Home of the Practically Perfect Pink Phlox and other native plants for pollinators

Monday, February 7, 2011

Must Bee The Season Of The Witch

The first flowers are a rich orange.
Hamamelis vernalis is blooming all over Clay and Limestone. Each day more flowers open and soon their sweet scent will perfume the garden. With gorgeousness like this I can only conclude that it~

Must bee the season of the witch!
Later in the season the petals are yellow with reddish calyxes.
They are quite the most unusual orange/yellow/reddish colored flowers with four, just four, crepe paper streaming petals that furl and unfurl with the days temperatures. They smell of vanilla and on warm days perfume the garden. I planted them for the fragrance. When you smell them, you will, too.

It's no accident that most winter blooming plants have some fragrance...Nature had to insure that insect pollinators could easily find their way to a plant that blooms when most of the garden is fast asleep. Those lucky enough to catch a pollinator visiting in the deep of winter describe seeing small flies and gnats...perhaps, even hoverflies.

Hoverfly visiting a fall blooming witch hazel
On really warm days there might be honeybees or even a few bumbles about. But, this morning it was 30F and, trust me, there wasn't a bee or fly anywhere to be seen. The flowers were unfurling in the sunshine and they smelled delicious. They seem to be saying, "Hello pollinators, I am ready for you!"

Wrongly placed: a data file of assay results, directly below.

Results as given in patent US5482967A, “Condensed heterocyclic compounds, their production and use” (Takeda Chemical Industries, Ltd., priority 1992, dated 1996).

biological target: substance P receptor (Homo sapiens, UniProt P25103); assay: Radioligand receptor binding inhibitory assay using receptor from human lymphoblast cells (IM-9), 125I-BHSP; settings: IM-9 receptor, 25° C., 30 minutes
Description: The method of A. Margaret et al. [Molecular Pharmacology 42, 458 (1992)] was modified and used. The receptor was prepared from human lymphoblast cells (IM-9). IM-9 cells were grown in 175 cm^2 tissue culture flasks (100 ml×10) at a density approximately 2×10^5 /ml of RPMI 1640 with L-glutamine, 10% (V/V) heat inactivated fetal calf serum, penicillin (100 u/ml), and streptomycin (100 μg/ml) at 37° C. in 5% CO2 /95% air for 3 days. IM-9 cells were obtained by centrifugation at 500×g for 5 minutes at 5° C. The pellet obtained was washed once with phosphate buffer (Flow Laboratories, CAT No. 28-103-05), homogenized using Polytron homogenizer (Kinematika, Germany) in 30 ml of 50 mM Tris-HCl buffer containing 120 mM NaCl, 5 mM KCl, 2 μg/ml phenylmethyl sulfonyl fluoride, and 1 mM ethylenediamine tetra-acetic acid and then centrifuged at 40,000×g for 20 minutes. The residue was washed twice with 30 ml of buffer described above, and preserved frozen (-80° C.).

Native to OK, MO, TX and AR

You might well wonder how the flowers of Witch-hazel get pollinated if insects don't happen to be around? I'm glad you asked! They cleverly flower for months and months, giving flies, bees and other pollinators plenty of time to find the fragrant flowers. If that's not enough, they appear to be able to self pollinate.

Prefers moist open woodlands in high shade

But, sometimes, even a long bloom period and self pollination isn't enough. In my garden, fruit set on the H vernalis is low. There was one seed capsule on three good sized shrubs. But, I'm not worried; they are marvelous colonizers and I will never run out of witch hazel and that wonderful fragrance on warm winter days.

Isn't nature grand!

A perfect flower for a small fly and they make me smile

Now clever Mother Nature, would you please have a chat with Old Man Winter and let him know that gardeners all around the blogasphere really need a break. Thank you.

Keep planting for the pollinators!

You can listen to Donovan sing ~Must Be The Season of The Witch Here~

This post is part of a series on native pollinators in the garden

Part I~Now Is The Time To Bee-gin Thinking About Bees ( here)
This Is The Place To Bee ( here)
If You Could Plant Only One Plant In Your Garden~Don't (here)

Count Yourself Lucky To Have Hoverflies (here)
Bumblebee Hotel (here)
Still Taking Care Of Bzzness (here)
My Sweet Embraceable You (here)
A Splendid Creature For Your Garden (here)

This post was written by Gail Eichelberger for my blog Clay and Limestone Copyright 2011.This work protected under the Digital Millennium Copyright Act. Please contact me for permission to copy, reproduce, scrape, etc.


  1. how beautiful and I can just catch a small scent of them from here under all this snow and cold...I have always said I would love to plant a witch hazel if I have any space open up...I love the flowers and I love planting for the pollinators :)